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10G

SCTE CEO: Secretive show demo to tout the promise of '10G'

The first all-virtual version of the SCTE/ISBE Cable Tec-Expo will have a few tricks up its digital sleeve when the annual industry event is delivered next week to a laptop near you.

Mark Dzuban, SCTE/ISBE
Dzuban said this year's all-digital event has caused SCTE/ISBE to explore future hybrid live/digital events that can be available on a global basis.
Dzuban said this year's all-digital event has caused SCTE/ISBE to explore future hybrid live/digital events that can be available on a global basis.

In addition to a roundtable featuring industry CEOs and remarks from Michael Powell, president and CEO of the NCTA – The Internet & Television Association – Monday's opening general session will also feature a demo that will show off the capabilities of "10G," an access network-agnostic initiative that envisions speeds up to 10 Gbit/s along with enhanced security and low latency capabilities.

"It will be a real statement for the industry," Mark Dzuban, SCTE/ISBE's president and CEO, said. "It's a next generation of science perceived to be very futuristic, but we're going to deliver it today in its first format."

SCTE/ISBE is keeping the details of the demo under wraps, but Dzuban noted it "will be a component of the future of 10G."

Based on recent demos held under the 10G umbrella, a demonstration of a light field display or a form of volumetric video that conjures up images of the holodeck from "Star Trek" fame are among the possibilities.

Last month, for instance, Mediacom Communications, NCTA and CableLabs teamed up to host a "10G Smart Home" in Ames, Iowa, that included a light field display delivering 3D video that would require about 500 Mbit/s to 600 Mbit/s of throughput. That demo used a light field display from Looking Glass Factory to deliver holographic-like images and video to what was the equivalent of a 32-inch monitor.

Going virtual

Cable-Tec Expo 2020 was originally set to take place in Denver, but, as its been with basically all in-person industry events this year, that plan was scrapped due to the pandemic. SCTE/ISBE had to explore alternatives after getting word in May that the Colorado Convention Center would be used as a temporary medical facility through the rest of 2020.

Dzuban said his organization had already begun to explore ways to virtualize pieces of the event for a good part of two years, but ramped up those efforts once it was clear that this year's show could not be held in-person.

In somewhat of a break, the platform that SCTE/ISBE uses for a typical Cable Tec-Expo (from a company called Freeman) also offers live/virtual hybrid capabilities that could be tapped for a completely digital and virtual form of this year's show.

It's a "fungible methodology" that SCTE/ISBE could also explore for the 2021 event, currently slated to take place in Atlanta next October, COVID-19 willing, Dzuban explained.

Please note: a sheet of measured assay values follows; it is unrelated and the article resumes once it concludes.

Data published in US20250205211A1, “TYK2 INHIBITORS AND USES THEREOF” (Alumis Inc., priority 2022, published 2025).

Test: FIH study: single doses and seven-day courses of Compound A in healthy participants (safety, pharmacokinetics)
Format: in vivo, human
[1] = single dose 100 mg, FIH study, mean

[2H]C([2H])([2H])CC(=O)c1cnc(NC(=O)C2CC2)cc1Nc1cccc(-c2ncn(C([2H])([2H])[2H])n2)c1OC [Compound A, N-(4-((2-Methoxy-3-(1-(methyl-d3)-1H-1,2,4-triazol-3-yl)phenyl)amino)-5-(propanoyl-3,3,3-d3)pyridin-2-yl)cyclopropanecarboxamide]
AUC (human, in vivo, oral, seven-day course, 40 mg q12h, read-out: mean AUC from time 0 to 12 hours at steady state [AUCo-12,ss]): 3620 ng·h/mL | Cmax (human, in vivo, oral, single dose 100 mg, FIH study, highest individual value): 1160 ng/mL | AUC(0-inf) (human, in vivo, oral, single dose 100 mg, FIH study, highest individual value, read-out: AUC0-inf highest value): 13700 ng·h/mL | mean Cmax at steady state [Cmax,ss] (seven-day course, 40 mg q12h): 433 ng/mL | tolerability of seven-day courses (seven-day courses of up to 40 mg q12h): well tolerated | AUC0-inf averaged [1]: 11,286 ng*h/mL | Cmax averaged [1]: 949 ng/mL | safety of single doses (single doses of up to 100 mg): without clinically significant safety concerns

"We are looking at having a hybrid that will go global from a virtual perspective," he added. "That may not be the full program, but there will be key assets like the [technical] papers."

But going virtual this year also wreaked havoc on the show's traditional funding model. The first all-virtual Cable-Tec Expo is free to anyone, and was salvaged by a "significant contribution" from several presenting sponsors that include Charter Communications, Comcast, Cox Communication and the SCTE Foundation. SCTE/ISBE isn't disclosing the amount of the contribution.

"The agreement is, it's open to everybody," Dzuban said.

For this year's online event, Cable-Tec Expo will feature 40 workshops backed by presentations of 119 papers selected by the event programming committee. Most will be delivered live, with on-demand versions going up each day at 6 p.m. and available for later viewing through January 16, 2021.

Sizing up the virtual audience

SCTE/ISBE is not discussing registration numbers, though Dzuban said the event is already seeing a "huge international" contingent starting to build.

"We've never done this before, so it was kind of pioneering. So far, it looks promising, Dzuban said. "Doing the best job we can [in 2020] will be important for next year, because I think this is a trend that's going to be with us for a long time, if not into perpetuity," Dzuban said.

And there's still no telling how the free, virtual version of Cable-Tec Expo, which could draw in audiences that typically could not make a live, in-person event, will compare to what Expo would draw under normal circumstances.

SCTE/ISBE has not released attendance figures in recent years. The 2017 show in Denver drew 8,800, and the 2016 Cable-Tec Expo in Philadelphia, home to Comcast, drew more than 10,000.

But the 267 tech paper submissions received for this year's event was a record.

Dzuban said this part of the annual event (the NCTA publishes all papers presented at Cable-Tec Expo) remains critical to the industry.

"These papers support the premise of prior art," he said. "The notion is that once it becomes presented, it [enters] our archive as an asset to our industry. Not all industries do this. This is protecting our future from a science perspective."

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— Jeff Baumgartner, Senior Editor, Light Reading

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